How Being Rigorous with Data Can Speed Up and Improve Your Business Decisions

We live in an age where information is at everyone’s fingertips. Anybody can look up something on the internet and learn a new skill from online courses or tutorials. For more serious purposes, registering and paying a small fee can give further access to a library of valuable published research and scholarly journals.

When such a wealth of information is at your disposal, it’s almost negligent not to use it. And especially in the business world, it can seem as though data analytics is now a non-negotiable part of your operations.

But data can also lead you astray. Without keeping this in mind, many leaders can get things wrong by ignoring the empirical approach. They take information indiscriminately from various sources and use it as the basis for their decisions. Here’s why you need to be rigorous and intentional when using data in your decision-making process.

The easy way

Decision points come up all the time in business. There are rare, high-risk decisions that can shape the future of your business. Far more often, you’ll have to deal with day-to-day affairs; these are usually delegated to middle managers or teams of employees.

The volume of decisions involved often competes with the limited time and attention of people in a typical hierarchy. When this takes place at the upper levels, the intuition and experience of senior management are usually up to the task.

But at lower levels, employees might rely too much on what’s readily available to move forward and take action. They might simply look up common knowledge and best practices, find some frequently referenced case studies and use these as a guide.

Flawed conclusions

This doesn’t have to be a problem with delegated work. Such decisions usually tend to be low-risk, and allowing employees to fail on occasion is vital to their growth and empowerment. But the practice of unintentional data usage can permeate your organization and lead to bigger issues later on.

In research methodology, you approach a problem by reviewing the relevant data and find the gaps in knowledge. You can design an experiment to test a hypothesis. That hunch might be proven wrong or right; ultimately, what matters is progress towards understanding.

When people are inclined to take the easy route with data, they can ignore the basic step of gathering more information as needed. This can invalidate everything that follows. It can leave your business blind to risks or opportunities simply because no data is currently available.

Changing a culture

By renewing your focus on the empirical approach, you can empower employees to spend more time gathering data when necessary to solve a problem. This allows solutions to be rooted in your data, rather than merely relying on what worked for others.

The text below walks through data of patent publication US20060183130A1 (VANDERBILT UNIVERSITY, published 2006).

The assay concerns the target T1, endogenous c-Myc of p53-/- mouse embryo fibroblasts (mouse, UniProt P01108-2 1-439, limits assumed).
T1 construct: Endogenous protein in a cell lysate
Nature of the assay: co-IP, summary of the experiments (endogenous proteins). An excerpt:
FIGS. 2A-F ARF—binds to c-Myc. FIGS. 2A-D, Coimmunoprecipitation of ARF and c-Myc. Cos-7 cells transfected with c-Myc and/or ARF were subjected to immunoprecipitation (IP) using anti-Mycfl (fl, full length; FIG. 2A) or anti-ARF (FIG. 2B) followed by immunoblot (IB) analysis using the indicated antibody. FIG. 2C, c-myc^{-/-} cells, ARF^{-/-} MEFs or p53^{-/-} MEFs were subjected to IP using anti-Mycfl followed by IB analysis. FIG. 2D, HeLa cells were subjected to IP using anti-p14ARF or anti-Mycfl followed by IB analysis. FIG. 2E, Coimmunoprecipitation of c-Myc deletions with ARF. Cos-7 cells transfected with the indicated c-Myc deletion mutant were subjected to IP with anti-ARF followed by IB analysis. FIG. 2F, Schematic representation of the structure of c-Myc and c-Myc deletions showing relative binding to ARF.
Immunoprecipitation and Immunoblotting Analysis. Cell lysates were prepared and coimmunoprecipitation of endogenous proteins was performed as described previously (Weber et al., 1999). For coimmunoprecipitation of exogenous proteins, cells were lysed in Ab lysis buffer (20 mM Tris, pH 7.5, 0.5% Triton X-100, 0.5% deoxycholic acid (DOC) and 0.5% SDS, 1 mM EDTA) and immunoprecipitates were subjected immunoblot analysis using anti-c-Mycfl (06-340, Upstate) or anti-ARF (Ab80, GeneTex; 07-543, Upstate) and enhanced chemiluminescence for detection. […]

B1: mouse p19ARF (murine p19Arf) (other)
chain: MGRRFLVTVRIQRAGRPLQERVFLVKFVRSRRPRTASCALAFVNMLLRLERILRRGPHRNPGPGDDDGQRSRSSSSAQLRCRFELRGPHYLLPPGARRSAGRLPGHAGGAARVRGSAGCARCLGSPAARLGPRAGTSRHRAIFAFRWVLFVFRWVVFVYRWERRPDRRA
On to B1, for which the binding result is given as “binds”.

Maybe your data tells you that your customers have a pleasant experience at every touchpoint, except product returns. If this isn’t a problem for your competitors, they will ignore it; it won’t show up in the research. By digging deeper, you realize that you can create value by working with a reverse logistics provider to improve this part of the customer experience.

Thus, applying a rigorous, empirical method to your use of data will encourage employees to break bad habits. And in their place, new potential opens up for collaboration and innovation. Instead of seeing data as a shortcut, a way to make their jobs more comfortable, they can relate it to a bigger purpose: the overall success of your business.

Getting it right with speed

But it’s essential to remember that data is still at its best when it enables swift and effective change. A study by McKinsey showed that the speed and quality of decision-making are correlated. Organizations that tend to be winners in this respect can make the right decisions in less time and thus act faster.

How can you make better use of data while still ensuring a rapid and effective decision-making process? The research suggests that speed is gained in other areas. Streamlining the hierarchy helps. If you assign decisions to the right level and minimize the number of levels people must report to, feedback flows faster through the chain. It translates into timely action.

Equally, stakeholder commitment is a significant factor. This goes back to your culture and your employees. If everyone trusts the decision-making process, they will buy-in. They won’t hesitate to act. And that trust is founded upon knowing that data is being used in the right way.

Take your time, do the hard work of research, and make sure that your business is acting based on your own data. You’ll be able to make winning decisions and adapt quickly to every level.

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